So, there we go. Rise of Skywalker wrapped up a trilogy of trilogies in satisfying and exciting fashion, despite (almost inevitably) not being able to please everyone. Now that the nine-film arc is completed, what can we say about the franchise and where is Star Wars going from here?

The Original Trilogy

Star Wars A New Hope Darth Vader Obi Wan KenobiLest we forget and embark on the worst sort of revisionist history, Lucas only called Star Wars “Episode IV” because he wanted audiences to feel they were dropping into the middle of one of his beloved Saturday sci-fi serials. A possible 9-film arc was in no way set in stone back in the 1970s and indeed it was only upon Lucas’s realisation of the leaps and bounds that had been made in CGI when seeing ILM’s work on Jurassic Park that he was prompted to first of all revisit the original trilogy and then plan seriously for the now much-lamented prequel trilogy.

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The original trilogy was of course a towering success in every sense. By using different writers and directors for each episode but retaining overall story control, Lucas managed to keep each part distinctive, while retaining a clear through-line of plot and “look”. For better or worse, A New Hope helped (along with Jaws) to invent blockbuster cinema and it remains a barn-storming action adventure film, exciting, well-told and lovingly constructed. The revelations and denouement of The Empire Strikes Back worked perfectly (far better than those of Avengers: Infinity War, to be honest, as we knew most if not all of those seeming calamities would soon be “fixed”), before we moved into the tonally lighter and narratively more upbeat Return of the Jedi. There are, of course tonal parallels between the rhythm of the original trilogy and George Lucas’s other beloved creation of that era, Indiana Jones, but that is something for another article.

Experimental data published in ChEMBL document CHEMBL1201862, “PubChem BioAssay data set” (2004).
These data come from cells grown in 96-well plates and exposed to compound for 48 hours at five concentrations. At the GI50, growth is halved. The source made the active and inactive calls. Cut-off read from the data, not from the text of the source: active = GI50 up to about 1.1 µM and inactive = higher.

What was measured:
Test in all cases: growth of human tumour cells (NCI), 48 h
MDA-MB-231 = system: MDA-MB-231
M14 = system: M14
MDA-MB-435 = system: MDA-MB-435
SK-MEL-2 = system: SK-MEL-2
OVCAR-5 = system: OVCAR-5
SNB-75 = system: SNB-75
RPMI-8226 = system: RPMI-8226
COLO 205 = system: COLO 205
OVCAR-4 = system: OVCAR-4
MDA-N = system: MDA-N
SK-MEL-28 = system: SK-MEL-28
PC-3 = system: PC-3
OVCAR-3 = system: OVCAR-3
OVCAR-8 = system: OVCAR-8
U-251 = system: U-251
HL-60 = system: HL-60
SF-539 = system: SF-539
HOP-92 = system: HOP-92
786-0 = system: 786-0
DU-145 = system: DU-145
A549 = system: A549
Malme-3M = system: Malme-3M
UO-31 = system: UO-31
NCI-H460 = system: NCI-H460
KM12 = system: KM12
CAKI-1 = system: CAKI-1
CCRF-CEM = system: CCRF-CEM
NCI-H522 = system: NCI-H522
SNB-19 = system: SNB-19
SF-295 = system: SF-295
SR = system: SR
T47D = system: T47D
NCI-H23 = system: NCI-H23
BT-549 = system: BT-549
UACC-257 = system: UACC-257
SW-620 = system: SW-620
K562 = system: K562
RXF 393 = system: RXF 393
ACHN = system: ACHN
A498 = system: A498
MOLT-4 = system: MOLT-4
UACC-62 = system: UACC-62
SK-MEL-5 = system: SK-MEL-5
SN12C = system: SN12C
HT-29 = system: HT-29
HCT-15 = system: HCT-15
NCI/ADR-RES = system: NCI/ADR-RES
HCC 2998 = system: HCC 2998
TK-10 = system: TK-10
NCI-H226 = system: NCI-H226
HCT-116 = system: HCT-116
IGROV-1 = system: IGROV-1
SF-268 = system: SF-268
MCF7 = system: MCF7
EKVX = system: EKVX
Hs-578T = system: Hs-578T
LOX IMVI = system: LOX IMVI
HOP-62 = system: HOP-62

Empire was a near-perfect part 2, expanding on and enriching the franchise, long before every franchise worth its salt started wittering about how the next one would be “darker, edgier”. Aside from the utterly spectacular opening battle on Hoth, Empire had very little in terms of big action set-pieces, preferring character beats, revelations and compelling narrative developments instead. As stated earlier, Return of the Jedi went lighter, with Ewoks and the mother of all up-lifting endings (Vader is redeemed! Palpatine is toast! The galaxy is free!) and although the recent trilogy showed that there were still interesting stories to be told and there was still life in the Dark Side, Jedi didn’t need a follow-up, even though it left room for one.

The Prequel Trilogy

Star Wars The Phantom Menace Obi Wan Kenobi Darth Maul Qui Gon JinnMany of us lost our perspective with the prequel trilogy over the years, variously over-lauding the films on their initial releases, before what was possibly an unfair (over) course-correction. With Lucas writing and directing all three episodes, there was certainly uniformity, but not in a good way, as Lucas’s shortcomings as both a writer and director were laid bare.

The rise and fall of Anakin Skywalker probably didn’t require three films, but in an age when even something as slight as The Hobbit gets a trilogy, we shouldn’t be surprised that this is how it went. Phantom Menace, Attack of the Clones and Revenge of the Sith all have their moments and plus-points (the pod race, Duel of the Fates, Yoda with a lightsaber, Order 66), however fitting all of the backstory into the existing framework created by Episodes IV-VI proved too Herculean a task for Lucas’s admittedly limited screenwriting prowess and it would take until Rogue One for a film to seamlessly transition from the backstory into the beginning of the original trilogy without raising more questions than it answered.

The Sequel Trilogy